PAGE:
when the Qatari government decided to spend millions of pounds on a World Cup opening ceremony featuring Morgan Freeman, Jungkook from BTS and hundreds of performers, it probably hoped it would be the moment when the global media finally focused on football rather than human rights.
What it probably didn’t expect was that the BBC would ignore the entire event in favor of a broadcast criticizing the treatment of migrant workers, highlighting corruption at Fifa and discussing the ban on homosexuality in Qatar. And that was just in the opening two minutes.
“It’s the most controversial World Cup in history and a ball hasn’t even been kicked,” said the Match of the Day host Gary Lineker as he welcomed viewers to the start of the national broadcaster’s coverage on BBC one.
“Ever since Fifa chose Qatar back in 2010, the smallest nation to have hosted football’s greatest competition has faced some big questions – from accusations of corruption in the bidding process to the treatment of migrant workers who built the stadiums where many lost their lives. Homosexuality is illegal here. Women’s rights and freedom of expression are in the spotlight. Also, the decision six years ago to switch the World Cup from summer to winter.”
He concluded: “Against that backdrop, there’s a tournament to be played – one that will be watched and enjoyed around the world. Stick to football, say FIFA. Well, we will – for a couple of minutes at least.”
What followed was an evisceration of the political skulduggery and corruption that led to the world’s best footballers gathering in Doha in the middle of the European winter.
The BBC declined to explain why it had shunted coverage of the opening ceremony – traditionally an opportunity for host countries to project soft power around the world – to an online-only stream. Viewers in other nations saw Jung Kook, one of the most famous singers in the world, perform his new song – sample inspirational lyric: “Look who we are, we are the dreamers / We’ll make it happen because we believe it” – in a packed stadium. At the same moment, BBC One viewers were watching the presenter Ros Atkins introduce an interview with Amnesty International and state that “we’ve never seen a World Cup with a carbon footprint like this before”.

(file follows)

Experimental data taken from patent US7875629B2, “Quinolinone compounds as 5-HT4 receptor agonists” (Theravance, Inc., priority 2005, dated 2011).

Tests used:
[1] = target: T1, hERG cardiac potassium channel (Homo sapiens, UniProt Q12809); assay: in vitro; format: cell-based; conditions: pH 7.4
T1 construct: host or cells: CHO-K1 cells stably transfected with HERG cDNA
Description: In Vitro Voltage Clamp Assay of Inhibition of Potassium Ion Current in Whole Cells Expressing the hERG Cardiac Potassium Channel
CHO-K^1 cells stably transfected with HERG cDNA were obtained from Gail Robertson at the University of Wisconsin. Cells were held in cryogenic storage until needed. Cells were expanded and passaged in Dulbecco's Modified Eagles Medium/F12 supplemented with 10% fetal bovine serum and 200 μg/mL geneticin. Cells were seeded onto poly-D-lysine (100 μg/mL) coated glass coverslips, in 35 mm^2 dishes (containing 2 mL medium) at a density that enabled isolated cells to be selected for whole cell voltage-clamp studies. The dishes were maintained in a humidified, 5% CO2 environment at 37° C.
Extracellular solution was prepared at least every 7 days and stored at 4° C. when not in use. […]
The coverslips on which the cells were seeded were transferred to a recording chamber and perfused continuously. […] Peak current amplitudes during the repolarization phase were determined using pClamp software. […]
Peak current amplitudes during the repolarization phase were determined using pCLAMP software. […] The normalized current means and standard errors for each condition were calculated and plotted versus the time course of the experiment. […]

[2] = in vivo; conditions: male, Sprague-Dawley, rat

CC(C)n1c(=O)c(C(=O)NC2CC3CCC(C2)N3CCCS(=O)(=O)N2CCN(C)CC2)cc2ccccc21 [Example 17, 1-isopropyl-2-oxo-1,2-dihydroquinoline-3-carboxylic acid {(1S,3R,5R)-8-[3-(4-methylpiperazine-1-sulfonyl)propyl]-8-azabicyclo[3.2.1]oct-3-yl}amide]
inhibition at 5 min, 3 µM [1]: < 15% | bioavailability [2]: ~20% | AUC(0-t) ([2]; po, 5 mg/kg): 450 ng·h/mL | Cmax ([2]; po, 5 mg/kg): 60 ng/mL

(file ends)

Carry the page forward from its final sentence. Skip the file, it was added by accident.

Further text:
Even the former footballers brought in to analyze the actual sport for the BBC broke down any pretence that politics should be kept out of football. The former England international Alex Scott mocked Fifa’s chief, Gianni Infantino, for suggesting he could feel solidarity with migrant workers and the expense of attending the World Cup. “You will never know what it is like to be a migrant worker. To keep saying football is for everyone – it’s not. You can’t say football is for everyone,” Scott said.
Alan Shearer, the former England captain, went further. “If he feels that strong about the migrant workers and their families, Amnesty has been asking Fifa for just over $400m in a compensation fund. They haven’t agreed to that. Why?” he asked.
Rather than Doha’s preferred narrative of a tiny Arab nation uniting the world with football, viewers in the UK were left in no doubt that the World Cup was mired in accusations of bribery and that Qatar was a deeply flawed host nation.
There was, of course, an alternative to the BBC’s coverage. Viewers watching in the UK on Freeview could have watched the buildup on Al Jazeera, the English-language rolling news channel funded by the Qatari government. There was acknowledgment of the criticisms but the event was presented in the context of “incredible advances in infrastructure” in Doha.
While the BBC highlighted again and again the deaths of migrant workers, Al Jazeera showed construction staff meeting the England team, as a voiceover intoned: “Had it not been for the beautiful game, these two groups of men, with their different languages and backgrounds , might never have met. But soccer has brought them together.”
Back on the BBC, there was no such niceties, although Lineker did push Shearer to address the parallels with his boyhood club Newcastle United riding high thanks to enormous Saudi Arabian investment.
“We as fans don’t get to choose where the World Cup is, just like we don’t get to choose who invests in our football clubs,” replied Shearer, highlighting some of the nuance associated with being a fan in an era of sportswashing campaigns.
And then, after half an hour, the program rapidly shifted towards discussion of football – the tactics, the egos, the lineups, the optimism, the potential winners, the likely losers, the adverts for alcohol sponsors who cannot sell alcohol, the likelihood of Qatar or Ecuador, playing the opening match, making it out of the group stage – and, eventually, 22 people kicking a ball around a pitch.
But BBC viewers had just seen something unusual: a television broadcaster with the rights to show the world’s biggest sporting event choosing to comprehensively trash the product it was about to serve up.